This morning I strolled back from the wood pile with two buckets of kindling in my hands when I almost tripped over a loafer. And I mean one of those moccasin-style shoes, not a lazy dude basking in the sun.
“What the heck?”. Yes , it was a single loafer, made from nice soft leather sitting all alone in the yard. Sure it wasn’t mine. I don’t posses such a nice piece of footwear sporting mostly white bunny boots or hip-high waders more recently. “Where did this slipper come from?”. Maybe it was there all winter covered with snow and we just didn’t see it? No, the shoe was too clean and shiny for that.
“What is that?”. There is another, non-matching shoe over there. Then I find a bottle of Johnny’s and some other knick knack. Somebody must have dropped that stuff in the middle of the lawn. Who? Well, it wasn’t me. That’s for sure. And it wasn’t Travis, either. We are the only humans within 30 miles or so. That leaves an intruder, or…
I walk over to Buckey’s cabin our resident neighbor currently hunting grizzlies on Kodiak. His front door is ajar!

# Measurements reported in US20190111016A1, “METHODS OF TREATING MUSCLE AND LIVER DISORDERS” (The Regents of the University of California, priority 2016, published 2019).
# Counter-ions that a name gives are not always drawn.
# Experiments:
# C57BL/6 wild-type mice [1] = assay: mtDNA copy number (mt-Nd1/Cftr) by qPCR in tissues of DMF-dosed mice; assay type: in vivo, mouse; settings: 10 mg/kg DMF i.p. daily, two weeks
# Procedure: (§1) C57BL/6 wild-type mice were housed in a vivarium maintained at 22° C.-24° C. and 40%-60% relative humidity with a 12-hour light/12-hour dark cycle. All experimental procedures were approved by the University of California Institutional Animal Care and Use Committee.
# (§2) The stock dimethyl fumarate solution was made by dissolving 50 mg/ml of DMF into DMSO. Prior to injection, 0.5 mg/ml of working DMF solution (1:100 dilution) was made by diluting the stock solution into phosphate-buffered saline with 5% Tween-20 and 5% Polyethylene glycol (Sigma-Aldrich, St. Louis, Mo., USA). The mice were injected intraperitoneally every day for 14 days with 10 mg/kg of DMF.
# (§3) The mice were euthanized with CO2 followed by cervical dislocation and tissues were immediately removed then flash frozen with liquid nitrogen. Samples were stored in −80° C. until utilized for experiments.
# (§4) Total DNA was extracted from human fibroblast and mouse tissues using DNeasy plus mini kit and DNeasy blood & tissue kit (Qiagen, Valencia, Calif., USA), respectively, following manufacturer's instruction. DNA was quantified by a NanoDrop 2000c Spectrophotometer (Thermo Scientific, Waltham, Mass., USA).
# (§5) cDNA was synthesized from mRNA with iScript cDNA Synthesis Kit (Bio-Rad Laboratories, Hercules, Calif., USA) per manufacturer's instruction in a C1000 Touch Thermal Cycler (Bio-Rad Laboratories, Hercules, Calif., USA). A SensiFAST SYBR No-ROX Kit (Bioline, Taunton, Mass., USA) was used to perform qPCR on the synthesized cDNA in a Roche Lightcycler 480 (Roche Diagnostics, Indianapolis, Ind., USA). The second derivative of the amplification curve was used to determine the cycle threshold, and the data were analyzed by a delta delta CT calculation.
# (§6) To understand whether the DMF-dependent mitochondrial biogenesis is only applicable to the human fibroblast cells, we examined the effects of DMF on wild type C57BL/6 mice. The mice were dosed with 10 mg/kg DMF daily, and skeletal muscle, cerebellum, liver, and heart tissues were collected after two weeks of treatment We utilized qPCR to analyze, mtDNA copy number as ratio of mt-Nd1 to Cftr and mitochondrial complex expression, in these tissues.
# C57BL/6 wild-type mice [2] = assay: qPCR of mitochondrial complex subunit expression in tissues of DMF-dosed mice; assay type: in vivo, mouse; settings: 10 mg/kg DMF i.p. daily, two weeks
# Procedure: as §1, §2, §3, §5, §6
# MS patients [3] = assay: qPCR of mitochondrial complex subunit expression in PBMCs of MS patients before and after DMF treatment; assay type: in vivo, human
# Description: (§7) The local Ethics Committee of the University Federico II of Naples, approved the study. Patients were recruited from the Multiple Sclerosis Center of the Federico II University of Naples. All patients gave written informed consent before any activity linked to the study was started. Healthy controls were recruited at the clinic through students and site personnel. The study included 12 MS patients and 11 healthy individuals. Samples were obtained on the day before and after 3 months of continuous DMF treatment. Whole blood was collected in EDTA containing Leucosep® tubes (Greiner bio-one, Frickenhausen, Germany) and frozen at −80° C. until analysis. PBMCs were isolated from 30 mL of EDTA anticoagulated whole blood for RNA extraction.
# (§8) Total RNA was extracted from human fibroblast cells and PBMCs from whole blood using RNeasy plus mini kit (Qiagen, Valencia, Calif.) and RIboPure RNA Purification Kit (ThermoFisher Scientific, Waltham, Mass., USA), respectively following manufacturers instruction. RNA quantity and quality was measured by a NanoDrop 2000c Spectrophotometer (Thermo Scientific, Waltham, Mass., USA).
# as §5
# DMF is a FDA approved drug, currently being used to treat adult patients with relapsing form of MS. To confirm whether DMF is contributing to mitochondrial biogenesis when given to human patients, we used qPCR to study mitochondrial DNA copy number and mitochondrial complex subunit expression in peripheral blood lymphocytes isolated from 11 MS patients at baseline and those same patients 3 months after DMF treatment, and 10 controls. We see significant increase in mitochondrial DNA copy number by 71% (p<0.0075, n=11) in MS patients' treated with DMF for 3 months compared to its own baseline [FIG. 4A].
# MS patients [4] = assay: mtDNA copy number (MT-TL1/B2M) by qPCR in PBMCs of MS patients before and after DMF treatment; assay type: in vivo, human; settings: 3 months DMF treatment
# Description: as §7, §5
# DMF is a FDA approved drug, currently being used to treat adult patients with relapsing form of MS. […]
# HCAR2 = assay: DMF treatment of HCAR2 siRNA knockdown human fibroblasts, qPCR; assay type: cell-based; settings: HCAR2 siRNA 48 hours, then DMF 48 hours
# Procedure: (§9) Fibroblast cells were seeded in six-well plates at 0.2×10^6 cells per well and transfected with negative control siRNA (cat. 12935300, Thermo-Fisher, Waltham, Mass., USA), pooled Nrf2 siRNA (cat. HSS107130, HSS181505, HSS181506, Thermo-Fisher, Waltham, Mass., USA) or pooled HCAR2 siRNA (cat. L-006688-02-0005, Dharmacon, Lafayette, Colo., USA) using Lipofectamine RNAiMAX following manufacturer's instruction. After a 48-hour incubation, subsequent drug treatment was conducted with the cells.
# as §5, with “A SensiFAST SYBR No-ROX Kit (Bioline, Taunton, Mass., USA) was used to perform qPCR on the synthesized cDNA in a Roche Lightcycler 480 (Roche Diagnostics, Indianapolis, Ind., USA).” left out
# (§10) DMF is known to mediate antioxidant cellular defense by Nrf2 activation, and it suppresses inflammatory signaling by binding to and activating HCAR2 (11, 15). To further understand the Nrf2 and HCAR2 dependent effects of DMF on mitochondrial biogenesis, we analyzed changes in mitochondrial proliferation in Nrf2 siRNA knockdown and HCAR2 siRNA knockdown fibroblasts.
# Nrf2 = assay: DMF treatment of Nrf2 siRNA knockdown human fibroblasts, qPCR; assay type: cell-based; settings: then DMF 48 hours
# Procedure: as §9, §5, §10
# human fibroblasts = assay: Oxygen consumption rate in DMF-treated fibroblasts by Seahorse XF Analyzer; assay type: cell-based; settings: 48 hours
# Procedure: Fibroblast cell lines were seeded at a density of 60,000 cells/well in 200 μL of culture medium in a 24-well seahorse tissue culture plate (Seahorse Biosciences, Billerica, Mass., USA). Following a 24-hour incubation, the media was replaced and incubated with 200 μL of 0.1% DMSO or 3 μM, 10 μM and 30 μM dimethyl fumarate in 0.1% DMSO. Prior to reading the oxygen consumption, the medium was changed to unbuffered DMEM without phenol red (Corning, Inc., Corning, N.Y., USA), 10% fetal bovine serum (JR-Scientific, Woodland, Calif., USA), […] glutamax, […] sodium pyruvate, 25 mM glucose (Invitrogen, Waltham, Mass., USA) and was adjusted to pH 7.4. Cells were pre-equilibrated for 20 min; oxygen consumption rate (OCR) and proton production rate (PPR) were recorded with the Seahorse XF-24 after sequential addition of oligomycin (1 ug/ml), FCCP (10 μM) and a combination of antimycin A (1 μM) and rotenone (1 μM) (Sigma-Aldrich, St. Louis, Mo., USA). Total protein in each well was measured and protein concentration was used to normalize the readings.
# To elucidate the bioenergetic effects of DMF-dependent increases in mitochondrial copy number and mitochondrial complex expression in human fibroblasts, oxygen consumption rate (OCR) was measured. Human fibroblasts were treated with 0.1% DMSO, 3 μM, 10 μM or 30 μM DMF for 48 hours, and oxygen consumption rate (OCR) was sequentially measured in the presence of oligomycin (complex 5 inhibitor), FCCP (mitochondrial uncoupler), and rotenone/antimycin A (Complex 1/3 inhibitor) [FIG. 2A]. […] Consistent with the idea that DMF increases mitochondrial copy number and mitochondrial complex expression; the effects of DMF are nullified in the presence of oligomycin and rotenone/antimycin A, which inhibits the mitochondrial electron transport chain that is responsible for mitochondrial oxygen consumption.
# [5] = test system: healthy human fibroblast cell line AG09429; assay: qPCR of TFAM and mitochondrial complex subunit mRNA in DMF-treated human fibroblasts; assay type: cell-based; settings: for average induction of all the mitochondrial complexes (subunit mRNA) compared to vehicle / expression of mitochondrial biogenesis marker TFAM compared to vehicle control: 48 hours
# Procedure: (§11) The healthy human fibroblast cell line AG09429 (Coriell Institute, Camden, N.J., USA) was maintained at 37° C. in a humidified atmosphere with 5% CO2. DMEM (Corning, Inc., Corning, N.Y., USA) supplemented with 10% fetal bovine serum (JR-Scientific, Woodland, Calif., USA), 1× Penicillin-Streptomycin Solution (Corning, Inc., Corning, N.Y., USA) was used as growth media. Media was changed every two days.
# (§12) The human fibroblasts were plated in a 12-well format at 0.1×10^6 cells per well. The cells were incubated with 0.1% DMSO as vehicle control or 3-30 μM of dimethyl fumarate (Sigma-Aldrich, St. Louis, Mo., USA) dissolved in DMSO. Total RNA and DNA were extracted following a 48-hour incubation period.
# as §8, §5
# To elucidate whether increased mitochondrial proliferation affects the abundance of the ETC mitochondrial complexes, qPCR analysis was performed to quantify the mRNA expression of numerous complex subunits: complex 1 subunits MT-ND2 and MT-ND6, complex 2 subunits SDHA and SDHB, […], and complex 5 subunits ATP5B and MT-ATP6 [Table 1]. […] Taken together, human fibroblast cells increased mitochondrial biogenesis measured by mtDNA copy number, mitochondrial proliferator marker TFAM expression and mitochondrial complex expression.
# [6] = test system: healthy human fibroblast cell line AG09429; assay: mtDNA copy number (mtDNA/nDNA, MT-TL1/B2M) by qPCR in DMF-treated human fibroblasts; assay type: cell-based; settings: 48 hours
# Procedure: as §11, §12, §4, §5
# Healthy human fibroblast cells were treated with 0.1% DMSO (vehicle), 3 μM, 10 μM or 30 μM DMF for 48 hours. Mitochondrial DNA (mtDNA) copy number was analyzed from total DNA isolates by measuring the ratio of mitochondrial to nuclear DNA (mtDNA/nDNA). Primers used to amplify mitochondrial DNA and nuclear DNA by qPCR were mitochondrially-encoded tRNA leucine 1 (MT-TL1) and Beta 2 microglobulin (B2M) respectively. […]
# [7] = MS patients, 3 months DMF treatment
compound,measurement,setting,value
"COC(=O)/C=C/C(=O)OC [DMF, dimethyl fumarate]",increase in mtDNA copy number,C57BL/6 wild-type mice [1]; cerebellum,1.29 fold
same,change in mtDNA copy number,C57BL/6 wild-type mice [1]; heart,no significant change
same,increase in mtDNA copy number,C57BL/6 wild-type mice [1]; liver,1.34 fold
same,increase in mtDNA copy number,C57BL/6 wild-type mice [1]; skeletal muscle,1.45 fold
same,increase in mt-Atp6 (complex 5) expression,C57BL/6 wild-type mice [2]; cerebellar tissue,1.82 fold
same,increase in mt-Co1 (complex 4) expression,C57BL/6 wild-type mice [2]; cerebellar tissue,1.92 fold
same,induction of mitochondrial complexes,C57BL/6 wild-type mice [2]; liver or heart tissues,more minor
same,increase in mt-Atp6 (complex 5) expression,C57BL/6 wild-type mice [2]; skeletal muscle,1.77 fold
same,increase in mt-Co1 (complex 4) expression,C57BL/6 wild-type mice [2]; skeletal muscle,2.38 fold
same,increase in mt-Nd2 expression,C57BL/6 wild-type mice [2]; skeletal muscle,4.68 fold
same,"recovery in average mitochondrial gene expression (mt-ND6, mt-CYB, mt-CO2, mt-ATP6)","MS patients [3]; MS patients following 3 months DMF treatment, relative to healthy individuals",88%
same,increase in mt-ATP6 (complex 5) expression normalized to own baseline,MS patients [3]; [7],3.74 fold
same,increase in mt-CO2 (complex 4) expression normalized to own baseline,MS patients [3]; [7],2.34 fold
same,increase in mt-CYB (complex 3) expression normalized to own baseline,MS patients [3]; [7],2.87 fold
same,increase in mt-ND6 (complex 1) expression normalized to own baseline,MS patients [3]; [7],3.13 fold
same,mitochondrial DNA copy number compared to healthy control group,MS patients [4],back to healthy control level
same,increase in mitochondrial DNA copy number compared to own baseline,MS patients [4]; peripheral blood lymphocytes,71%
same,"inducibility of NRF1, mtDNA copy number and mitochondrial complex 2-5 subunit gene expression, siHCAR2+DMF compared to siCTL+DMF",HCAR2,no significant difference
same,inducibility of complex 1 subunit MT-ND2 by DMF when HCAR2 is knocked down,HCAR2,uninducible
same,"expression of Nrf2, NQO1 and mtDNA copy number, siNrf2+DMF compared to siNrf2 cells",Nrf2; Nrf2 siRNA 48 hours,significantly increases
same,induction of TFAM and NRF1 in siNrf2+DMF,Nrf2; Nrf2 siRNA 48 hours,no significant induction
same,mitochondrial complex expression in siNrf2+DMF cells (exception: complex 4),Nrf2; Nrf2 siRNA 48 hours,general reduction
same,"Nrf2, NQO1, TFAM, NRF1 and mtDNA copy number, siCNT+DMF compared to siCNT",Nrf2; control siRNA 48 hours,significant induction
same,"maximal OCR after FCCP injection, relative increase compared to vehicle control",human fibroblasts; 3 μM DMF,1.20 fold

There you have it. Somebody got into the cabin and took at least 3 single loafers, seasoning salt, a whistle, a pistil, and some pieces of paper out of the trash. Well, no human with a sane mind would hike 30 miles across the tundra, take those items, drop them on the front lawn and move on.
I suspect the culprit is one those two:
Over night the wind must have popped the front door open. One of the foxes must have taken this irresistible opportunity to slip inside and grab whatever looked or smelled the most appealing.
exploiting chances offered by immediate circumstances without reference to a general plan or moral principle
I am not sure what was so attractive about the three loafers, though, and what they had in mind with the seasoning salt…